Learning PLC Skills and Practices by Doing PLCs

Over the last several months I have had requests from some school leaders to provide a day or two day training for their staffs in PLC skills and strategies. Most often these leaders are identifying either a desire to initiate PLCs on a solid footing or a desire to fix PLCs that have gone wrong in how they invest their time.

In each case I shy away from a workshop or training that extends more than three hours. I’m often suggesting Skype sessions that lay out a next step set of tasks that start the staff working as PLCs. Instructional coaches, teacher leaders or building administrators can then serve as coaches providing feedback and understanding as the teachers work through the PLC process and identify a need for processes and/or communication skills. Skype can also allow me to provide some of that coaching directly as I can “sit in” on individual PLC sessions.

3d man puzzle piece - plc

I recently worked with an instructional coach to map out the following plan that he will use to lead his middle school staff through their introduction to functioning as a PLC. I am hoping the structure might be helpful to others tackling similar implementation and the necessary teacher learning needs.

Following the Big Ideas from Dufour (earlier blog) we first identified the need for a PLC to be results focused; to identify the student learning outcomes that will indicate success. I suggest that this be approached through the setting of goals for a group of students who will be the focus of the PLC. In this case the school leadership team has selected improving student writing as a schoolwide goal. The PLCs are formed of middle school, cross content teachers who are members of a team serving a common group of approximately 115 students. There are two teams at each grade level: sixth, seventh, eighth. Each team will be asked to select 15-20 students who will be the focus of their PLC efforts. The team will be asked to assess the writing skill level of the selected students at the beginning of the year and indicate end of year goals that would signal desired student learning. Students who are below proficiency at the start of the year, but not the most remedial, are requested to be part of the selected group. I strongly recommend that some top writers be selected as well so that goals for their learning can be set.

The second Big Idea is to have the focus of PLCs work more on learning than on teaching. This element will occur as the PLC frequently examines writing products from the selected students’ work in multiple content areas and types of assignments. As teachers together analyze student work and progress, they will identify the student experiences and behaviors needed to gain the desired skills. Teachers will create the learning opportunities to generate the critical student learning behaviors. Student work is crucial for focusing PLCs on learning. I find teacher learning is more likely to emerge from a study of student work than occurs from a study of data. Examining student work puts teachers’ choices of learning tasks and samples of teacher feedback to students “front and center” with colleagues….a great teacher learning opportunity.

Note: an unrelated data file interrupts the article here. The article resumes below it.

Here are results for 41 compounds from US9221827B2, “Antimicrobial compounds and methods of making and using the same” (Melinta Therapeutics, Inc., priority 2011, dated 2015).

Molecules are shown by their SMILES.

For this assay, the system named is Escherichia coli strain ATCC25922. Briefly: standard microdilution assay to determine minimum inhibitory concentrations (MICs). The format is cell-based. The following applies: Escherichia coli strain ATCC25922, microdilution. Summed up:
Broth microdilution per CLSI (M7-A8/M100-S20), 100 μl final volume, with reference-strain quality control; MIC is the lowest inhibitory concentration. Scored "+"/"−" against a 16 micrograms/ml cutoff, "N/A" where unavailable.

The third Big Idea is that PLCs are collaborative. I describe that collaborative work is generated by shared goals. The design of this PLC focus will have the involved teachers assuming shared responsibility for each of the selected students achieving the goals that have been set. This accountability to each other as well as to the students should build teachers functioning as a team.

This diagram illustrates what I envision being the ongoing process of these PLCs.

july31 slide

The process begins with teachers observing students’ current writing skills and thinking about the desired goals and outcomes needed. Having identified the student production behaviors that are most likely to cause the learning outcomes, teachers create the learning experiences and tasks that they will implement. The experiment component involves the teachers engaging the students in the learning process. Observation of the students during the learning activities and of the students’ writing products will provide information to guide ongoing thinking and creating of next steps.

The design of this initial implementation focusing on 15-20 students as a team should generate application of insights and learning to impact the writing of all students and hopefully impact teaching and learning in other content areas as well. Doing PLC work is essential to learning PLC skills.

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2 Responses to “ Learning PLC Skills and Practices by Doing PLCs ”

  1. Scott Payne Says:


    Loved working with you in Alden schools. Still keeping track of your work. Excited that you will be working with my friends in Southwestern schools in Chautauqua County!


  2. Scott Payne Says:


    Loved working with you in Alden schools. Still keeping track of your work. Excited that you will be working with my friends in Southwestern CSD in Chautauqua County!


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Steve Barkley

For the past 35 years, Steve has served as a consultant to school districts, teacher organizations, state departments of education, and colleges and universities nationally and internationally, facilitating the changes necessary for them to reach students and successfully prepare them for the 21st century. Read more…